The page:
5. If you live right in Winslow and can find everything you need in the neighborhood or across the water — or you’re a bike enthusiast and don’t mind hills — then you could live in Bainbridge without a car. But the rest of the island is like… the outer edge of Marysville or Snohomish (town) or Duvall.

      6. Of course there are other people who live elsewhere and don’t have access to a car or can’t drive. They commute to Seattle on the bus, or they go to appointments or local jobs in the midday. But they can’t go anywhere evenings or Sunday, so they’d better not run out of band-aids or coffee or toilet paper.

    1. this is a dumb, troll-y comment.

      please explain why this survey is dumb.

      also, what does that even mean “wrong scale”? the agency is a regional one, conducting a survey about regional travel behavior. but if i understand you correctly, it should only conduct this survey about behavior at a scale that confirms your particular biases. am i missing something here?

      i await the erudite-seeming response that doesn’t actually respond but makes everyone else seem like some troglodytic fool.

      1. …expect an evasive reply that doesn’t actually answer the question (which was, as a reminder, why is the survey dumb and at what scale should a survey of regional travel behavior happen?)?

        got it.

      2. At a scale where information is useful and solutions can possibly be meaningful.

        Which does not mean “massive 4-county inescapably-car-dependent area.”

        But apparently common sense is beyond both the PSRC and you.

  8. First Hill streetcar delayed again… Wow. Are they waiting for nuclear fusion or something? Back when we thought the streetcar would open in spring 2014 (that’s right, folks, spring 2014), did they have anything planned out?

    Maybe this thing will even be finished sometime.

    1. I wonder how many delayed deliveries a few decades of PCC streetcars delivered? I can’t decide which is worse about the near-to-absolute death of transit vehicle design and manufacturing in this country:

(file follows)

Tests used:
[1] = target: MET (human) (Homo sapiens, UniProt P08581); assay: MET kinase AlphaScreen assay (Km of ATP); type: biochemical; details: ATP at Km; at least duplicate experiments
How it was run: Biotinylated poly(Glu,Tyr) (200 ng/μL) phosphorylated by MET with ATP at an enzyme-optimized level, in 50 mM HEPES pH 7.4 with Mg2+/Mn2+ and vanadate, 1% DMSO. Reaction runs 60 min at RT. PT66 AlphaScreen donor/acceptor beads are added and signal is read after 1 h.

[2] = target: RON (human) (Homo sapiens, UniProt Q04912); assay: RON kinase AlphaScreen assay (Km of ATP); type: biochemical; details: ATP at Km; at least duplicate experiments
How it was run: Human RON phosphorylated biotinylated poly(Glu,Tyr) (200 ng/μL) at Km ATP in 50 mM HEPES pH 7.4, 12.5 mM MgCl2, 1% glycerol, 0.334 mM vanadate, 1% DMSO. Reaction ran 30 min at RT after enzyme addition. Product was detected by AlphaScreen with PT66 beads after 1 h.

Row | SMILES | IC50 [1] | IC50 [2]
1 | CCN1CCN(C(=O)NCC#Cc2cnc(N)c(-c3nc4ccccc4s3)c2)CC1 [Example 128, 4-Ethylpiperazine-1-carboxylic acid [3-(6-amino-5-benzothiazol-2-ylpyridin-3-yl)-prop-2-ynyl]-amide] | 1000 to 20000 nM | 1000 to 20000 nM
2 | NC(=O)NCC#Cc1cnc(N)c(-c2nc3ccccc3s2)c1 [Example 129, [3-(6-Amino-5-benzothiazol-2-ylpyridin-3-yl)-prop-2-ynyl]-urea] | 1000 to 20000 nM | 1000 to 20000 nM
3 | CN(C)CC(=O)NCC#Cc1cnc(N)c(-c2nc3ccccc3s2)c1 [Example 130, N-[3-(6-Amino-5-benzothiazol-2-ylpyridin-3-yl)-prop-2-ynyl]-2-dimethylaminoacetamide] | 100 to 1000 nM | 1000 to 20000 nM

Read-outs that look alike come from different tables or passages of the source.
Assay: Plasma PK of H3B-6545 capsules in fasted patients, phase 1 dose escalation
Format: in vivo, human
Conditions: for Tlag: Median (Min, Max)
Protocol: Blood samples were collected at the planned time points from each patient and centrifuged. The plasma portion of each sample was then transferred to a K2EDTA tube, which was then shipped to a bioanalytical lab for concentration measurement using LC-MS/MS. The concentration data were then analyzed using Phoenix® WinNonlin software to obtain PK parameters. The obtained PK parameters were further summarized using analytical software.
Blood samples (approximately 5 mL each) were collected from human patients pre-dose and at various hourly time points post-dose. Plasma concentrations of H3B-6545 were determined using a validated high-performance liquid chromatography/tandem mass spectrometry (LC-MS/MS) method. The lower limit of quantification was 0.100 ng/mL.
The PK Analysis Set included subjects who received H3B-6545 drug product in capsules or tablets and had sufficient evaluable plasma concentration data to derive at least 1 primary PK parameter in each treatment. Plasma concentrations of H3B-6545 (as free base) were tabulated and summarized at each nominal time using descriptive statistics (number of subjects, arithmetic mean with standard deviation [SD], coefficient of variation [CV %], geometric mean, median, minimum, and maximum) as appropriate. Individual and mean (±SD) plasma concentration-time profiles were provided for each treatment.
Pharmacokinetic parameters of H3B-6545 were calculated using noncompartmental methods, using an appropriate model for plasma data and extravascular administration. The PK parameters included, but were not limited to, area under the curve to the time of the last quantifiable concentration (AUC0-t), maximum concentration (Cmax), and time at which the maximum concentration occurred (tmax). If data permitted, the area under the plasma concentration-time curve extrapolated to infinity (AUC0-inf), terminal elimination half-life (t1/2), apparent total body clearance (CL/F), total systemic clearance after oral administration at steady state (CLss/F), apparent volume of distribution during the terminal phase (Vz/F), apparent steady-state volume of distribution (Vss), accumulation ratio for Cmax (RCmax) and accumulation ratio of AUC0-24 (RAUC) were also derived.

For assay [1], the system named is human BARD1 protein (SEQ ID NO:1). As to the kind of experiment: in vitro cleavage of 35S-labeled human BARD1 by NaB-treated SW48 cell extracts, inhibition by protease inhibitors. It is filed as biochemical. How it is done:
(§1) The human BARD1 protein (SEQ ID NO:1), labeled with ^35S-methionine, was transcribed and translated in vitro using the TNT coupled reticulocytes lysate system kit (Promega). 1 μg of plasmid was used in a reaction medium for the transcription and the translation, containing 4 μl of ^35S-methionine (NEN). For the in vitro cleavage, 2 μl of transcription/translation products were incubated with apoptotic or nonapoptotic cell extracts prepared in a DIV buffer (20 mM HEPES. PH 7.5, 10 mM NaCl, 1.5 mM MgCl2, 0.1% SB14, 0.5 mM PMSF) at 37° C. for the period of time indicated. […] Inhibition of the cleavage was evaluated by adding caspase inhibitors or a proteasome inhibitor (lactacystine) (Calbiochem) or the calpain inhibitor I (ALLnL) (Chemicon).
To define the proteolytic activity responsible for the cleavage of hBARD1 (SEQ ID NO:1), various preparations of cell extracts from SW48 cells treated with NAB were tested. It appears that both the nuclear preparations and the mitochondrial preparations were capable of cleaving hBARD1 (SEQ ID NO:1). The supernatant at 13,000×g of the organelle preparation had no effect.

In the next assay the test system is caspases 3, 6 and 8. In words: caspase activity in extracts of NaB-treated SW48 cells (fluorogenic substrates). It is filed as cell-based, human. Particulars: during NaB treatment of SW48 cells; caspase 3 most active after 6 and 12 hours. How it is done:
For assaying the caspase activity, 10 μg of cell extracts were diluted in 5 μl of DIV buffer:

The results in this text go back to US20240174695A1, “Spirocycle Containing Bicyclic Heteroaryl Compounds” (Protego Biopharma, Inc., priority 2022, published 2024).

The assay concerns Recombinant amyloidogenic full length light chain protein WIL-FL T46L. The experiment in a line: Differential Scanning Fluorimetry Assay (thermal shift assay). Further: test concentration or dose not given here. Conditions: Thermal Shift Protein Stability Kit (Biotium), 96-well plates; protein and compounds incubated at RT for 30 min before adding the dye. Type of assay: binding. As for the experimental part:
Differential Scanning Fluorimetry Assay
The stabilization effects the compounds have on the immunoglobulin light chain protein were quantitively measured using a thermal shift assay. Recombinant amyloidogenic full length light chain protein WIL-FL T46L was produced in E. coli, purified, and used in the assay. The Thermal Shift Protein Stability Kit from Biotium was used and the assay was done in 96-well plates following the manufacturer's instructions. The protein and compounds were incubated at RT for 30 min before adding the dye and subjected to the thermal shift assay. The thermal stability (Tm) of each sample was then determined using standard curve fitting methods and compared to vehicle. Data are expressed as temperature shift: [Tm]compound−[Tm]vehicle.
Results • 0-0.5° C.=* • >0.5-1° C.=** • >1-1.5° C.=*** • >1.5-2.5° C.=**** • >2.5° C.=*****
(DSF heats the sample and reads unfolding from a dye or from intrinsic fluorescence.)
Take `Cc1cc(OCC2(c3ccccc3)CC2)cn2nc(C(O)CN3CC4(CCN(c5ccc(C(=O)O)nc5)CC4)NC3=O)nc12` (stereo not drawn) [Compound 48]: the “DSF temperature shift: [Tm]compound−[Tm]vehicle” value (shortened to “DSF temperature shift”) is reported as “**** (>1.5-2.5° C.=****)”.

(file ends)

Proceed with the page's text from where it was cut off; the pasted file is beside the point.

1. That we can’t get a single new vehicle on time that works…

      2. Or that nobody on earth can get one because the United States of America doesn’t make one anymore?

      For me, transit museums, stationary and rolling like the wonderful San Francisco F-line aren’t for tributes and nostalgia. They’re for studying successful street rail for future techniques and materials that will make machines classic “Made In USA”.

      Meaning simple and tough.

      Mark Dublin

      1. Brookvillle’s cars are operating in Dallas just fine. They were a bit late in opening, but there was a political fight about construction that threw a wrench in the works. Even though those were the first overhead + battery cars to be built in the USA in modern.times, I think the political delays far outweighed the technical issues.

        There is a company in California that builds 100% battery cars for resorts and the like. TCM/I or something like that. They have a 100% solar streetcar at some resort in Mexico.

        Gomaco still occasionally builds replica heritage cars also.

        Obviously all the companies have a limited market, but they do exist.

        Also, it’s not like the consolidation and merger mania hasn’t impacted everyone else. Some pretty significant consolidations have happened around the world. I don’t think there are any British companies left either.

        Besides, the biggest rolling stock maker is in Canada, whose entry into the rail industry was started by the purchase of Montreal Locomotive Works, makers of ALCO (American Locomotive Company) designs in Canada.

    2. I’m really looking forward to hearing about ‘Rider Strategies’ for moving along Jackson St.
      Center running platforms for the tram and curbside stops for the buses that run more frequently in combination are one problem. The stops are not co-located, so the initial choice of where to stand may be offset by intersection signal timing to jump from one system to the other.
      Of course, car dodging will become an art-form.

  9. After we get done with a whole posting full of comments about Park and Ride cheating…When do the buses to Olympia leave for the massive demonstration which the murder of the Expert Revue Panel on the Waterfront Tunnel.

    Talk about a political “Hands Up Don’t Shoot!” Maybe it’s either I’m not an attorney or that I know so many attorneys I deeply respect, like Jim Ellis, the main founder of the original Metro Transit.